Definitions

from The American Heritage® Dictionary of the English Language, 4th Edition

  • n. A literary work or speech expressing a bitter lament or a righteous prophecy of doom.

from Wiktionary, Creative Commons Attribution/Share-Alike License

  • n. A long speech or prose work that bitterly laments the state of society and its morals, and often contains a prophecy of its coming downfall.

from the GNU version of the Collaborative International Dictionary of English

  • n. A tale of sorrow, disappointment, or complaint; a doleful story; a dolorous tirade; -- generally used satirically.

from The Century Dictionary and Cyclopedia

  • n. Lamentation; an utterance of grief or sorrow; a complaining tirade: used with a spice of ridicule or mockery, implying either that the grief itself is unnecessarily great, or that the utterance of it is tediously drawn out and attended with a certain satisfaction to the utterer.

from WordNet 3.0 Copyright 2006 by Princeton University. All rights reserved.

  • n. a long and mournful complaint

Etymologies

French jérémiade, after Jérémie, Jeremiah, author of The Lamentations, from Late Latin Ieremiās; see Jeremiah1.
(American Heritage® Dictionary of the English Language, Fourth Edition)
From French jérémiade, from Jérémie, from Latin Ieremias, from Hebrew ירמיה ("Jeremiah"). (Wiktionary)

Examples

  • Keillor’s jeremiad is wrong on so many levels, and proceeds from a place of such monumental self-regard and fundamental misinformation, that a proper rebuttal would require an entire afternoon and a minimum of ten double-spaced pages.

    Publishing vs. that guy with the voice I can’t stand

  • The expectation of jeremiad is so deeply ingrained in Americans’ political consciousness that it might seem to be universal.

    How America Can Rise Again

  • Who says calling up the local hub and filling up the whole fifteen-minute block of the operator's voicemail with a howling spoken word jeremiad about FRAUD and LIES doesn't get you anywhere?

    Nick Mamatas' Journal

  • The New Yorker today is just as willing to publish a barely illustrated, three-part, 30,000-word jeremiad on climate change as founding editor Harold Ross was happy to devote an entire issue to one article on the aftermath of the Hiroshima bombing.

    Good Magazine: The 51 Best Magazines Ever

  • In 1980, George W.S. Trow, a veteran New Yorker staff writer and one of the founding editors of The National Lampoon, published a 25,000-word jeremiad decrying the evils of television.

    The Shame of No Shame: Fawning, Sniping in Media Land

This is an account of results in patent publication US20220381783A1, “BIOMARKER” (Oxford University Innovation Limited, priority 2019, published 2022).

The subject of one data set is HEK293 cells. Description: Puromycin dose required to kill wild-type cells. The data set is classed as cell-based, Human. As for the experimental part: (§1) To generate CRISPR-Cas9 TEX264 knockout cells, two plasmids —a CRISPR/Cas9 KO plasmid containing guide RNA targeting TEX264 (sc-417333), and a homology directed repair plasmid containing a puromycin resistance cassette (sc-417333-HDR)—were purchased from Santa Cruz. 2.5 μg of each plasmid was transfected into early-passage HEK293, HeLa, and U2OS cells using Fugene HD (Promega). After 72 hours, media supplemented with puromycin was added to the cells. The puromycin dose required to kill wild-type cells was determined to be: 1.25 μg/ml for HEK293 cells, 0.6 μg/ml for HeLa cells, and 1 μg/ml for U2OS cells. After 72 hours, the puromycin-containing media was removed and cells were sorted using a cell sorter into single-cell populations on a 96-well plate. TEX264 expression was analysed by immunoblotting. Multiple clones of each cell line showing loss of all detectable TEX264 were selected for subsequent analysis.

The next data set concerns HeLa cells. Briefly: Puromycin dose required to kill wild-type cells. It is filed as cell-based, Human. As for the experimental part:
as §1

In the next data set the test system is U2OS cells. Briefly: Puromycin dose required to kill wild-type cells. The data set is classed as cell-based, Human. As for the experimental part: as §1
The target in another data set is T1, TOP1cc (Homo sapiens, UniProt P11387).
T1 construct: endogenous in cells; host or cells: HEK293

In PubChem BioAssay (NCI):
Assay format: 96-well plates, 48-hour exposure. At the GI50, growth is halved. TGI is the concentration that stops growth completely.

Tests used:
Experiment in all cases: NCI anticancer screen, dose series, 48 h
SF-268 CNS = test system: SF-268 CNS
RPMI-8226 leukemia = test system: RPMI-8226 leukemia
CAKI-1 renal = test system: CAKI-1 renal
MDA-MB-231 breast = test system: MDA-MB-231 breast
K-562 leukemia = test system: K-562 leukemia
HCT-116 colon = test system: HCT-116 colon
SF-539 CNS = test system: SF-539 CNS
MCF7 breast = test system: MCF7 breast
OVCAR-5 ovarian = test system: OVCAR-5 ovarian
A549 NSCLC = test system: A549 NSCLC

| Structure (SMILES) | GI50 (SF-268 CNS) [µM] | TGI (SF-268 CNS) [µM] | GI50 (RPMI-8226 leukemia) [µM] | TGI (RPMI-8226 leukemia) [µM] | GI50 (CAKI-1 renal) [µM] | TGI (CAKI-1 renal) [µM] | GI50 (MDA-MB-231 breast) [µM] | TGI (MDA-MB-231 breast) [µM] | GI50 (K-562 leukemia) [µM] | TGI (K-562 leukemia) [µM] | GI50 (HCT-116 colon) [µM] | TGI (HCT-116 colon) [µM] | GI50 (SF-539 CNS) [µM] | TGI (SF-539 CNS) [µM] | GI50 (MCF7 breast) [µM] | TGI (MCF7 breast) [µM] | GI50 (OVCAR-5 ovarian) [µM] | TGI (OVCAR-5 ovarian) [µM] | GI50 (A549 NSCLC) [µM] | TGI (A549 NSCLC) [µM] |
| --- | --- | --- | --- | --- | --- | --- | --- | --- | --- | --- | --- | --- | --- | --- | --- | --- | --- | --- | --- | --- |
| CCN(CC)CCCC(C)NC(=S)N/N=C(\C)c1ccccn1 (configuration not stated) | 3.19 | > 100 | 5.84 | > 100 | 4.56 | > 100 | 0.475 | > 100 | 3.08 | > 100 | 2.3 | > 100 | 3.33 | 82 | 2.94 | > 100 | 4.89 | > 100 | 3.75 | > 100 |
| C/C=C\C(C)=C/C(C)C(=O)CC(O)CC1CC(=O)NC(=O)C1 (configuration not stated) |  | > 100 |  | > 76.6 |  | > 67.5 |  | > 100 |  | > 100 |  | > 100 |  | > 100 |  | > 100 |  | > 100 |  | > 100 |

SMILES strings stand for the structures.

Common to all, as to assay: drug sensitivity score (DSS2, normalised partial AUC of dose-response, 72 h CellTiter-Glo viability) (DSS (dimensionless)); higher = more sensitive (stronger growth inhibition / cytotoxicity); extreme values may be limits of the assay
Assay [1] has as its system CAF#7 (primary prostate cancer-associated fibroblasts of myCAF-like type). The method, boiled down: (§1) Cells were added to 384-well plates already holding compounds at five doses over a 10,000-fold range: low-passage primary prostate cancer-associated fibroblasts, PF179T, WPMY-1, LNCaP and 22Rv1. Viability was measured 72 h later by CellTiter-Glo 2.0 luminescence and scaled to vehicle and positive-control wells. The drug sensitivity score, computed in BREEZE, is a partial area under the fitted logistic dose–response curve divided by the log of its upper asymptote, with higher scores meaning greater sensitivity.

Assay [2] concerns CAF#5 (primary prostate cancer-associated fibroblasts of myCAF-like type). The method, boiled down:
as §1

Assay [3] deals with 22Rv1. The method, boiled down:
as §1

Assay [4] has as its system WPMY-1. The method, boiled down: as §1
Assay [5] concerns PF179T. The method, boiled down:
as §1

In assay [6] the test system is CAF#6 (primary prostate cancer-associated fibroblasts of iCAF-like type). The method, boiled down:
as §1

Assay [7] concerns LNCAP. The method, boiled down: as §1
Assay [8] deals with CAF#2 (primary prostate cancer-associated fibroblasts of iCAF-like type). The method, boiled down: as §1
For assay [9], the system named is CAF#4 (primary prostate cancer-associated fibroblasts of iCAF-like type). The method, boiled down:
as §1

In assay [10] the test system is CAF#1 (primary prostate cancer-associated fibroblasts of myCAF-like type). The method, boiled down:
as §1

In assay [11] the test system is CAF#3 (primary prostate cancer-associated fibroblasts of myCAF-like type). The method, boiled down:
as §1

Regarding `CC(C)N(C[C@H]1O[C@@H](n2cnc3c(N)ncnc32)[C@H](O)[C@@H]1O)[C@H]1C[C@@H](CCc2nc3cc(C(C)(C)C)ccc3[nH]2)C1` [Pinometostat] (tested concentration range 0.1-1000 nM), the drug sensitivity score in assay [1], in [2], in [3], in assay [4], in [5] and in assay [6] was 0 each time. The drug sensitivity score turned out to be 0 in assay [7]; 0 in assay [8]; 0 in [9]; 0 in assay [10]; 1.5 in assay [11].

• America has a grand tradition of the "jeremiad," a form named after the prophet Jeremiah who was sent to tell a nation to repent before it was too late.

    Briallen Hopper: Obama and the Apocalypse: A Religious Response to the BP Oil Spill

  • It helpfully reasserts the book's argument; and by its resort to invective — "jeremiad," "screeds," "emotionally gratifying," "capitalist hobgoblins," etc. — his letter offers an instructive insight into Reich's own thought processes.

    'Supercapitalism': An Exchange

  • The whole of the first act consists of one emphatic jeremiad by Cicero, about the desperate condition of Rome as it then was, its factiousness, its servility, -- a jeremiad which is continued at the end of the act, by the chorus, in rhymed stanzas.

    The Critics Versus Shakspere A Brief for the Defendant

  • "The Great Gatsby" is a kind of jeremiad (as any student of Bercovitch's will tell you).

    NYT > Home Page

  • Jesus' ­miracles are "magic tricks"; the sensitive and subtle theologian, philosopher and preacher Jonathan ­Edwards's best-known jeremiad is a "slasher sermon"; the parting of the Red Sea is the Bible's "most ­over-the-top miracle."

    History With Wisecracks

Comments

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  • the same sense of dread animates Matthew Crawford’s jeremiad, just as it animated The Crafstman

    May 19, 2010

  • I wonder what the essential difference between this and a rodomontade is.

    March 19, 2009

  • Who cares that the crones and the predikants, using separate sets of words, murmur jeremiads that too much optimism is bad for the soul, and attracts perhaps more attention from God than, strictly speaking, is desirable?

    (Gregory Maguire, Confession of an ugly stepsister)

    January 28, 2009

  • *is having a happy X-Files flashback right now*

    July 16, 2008

  • was a bullfrog . . .

    July 16, 2008

  • A long and mournful complaint
    "a jeremiad against any form of government"

    "the function of a jeremiad is to premonish"

    August 13, 2007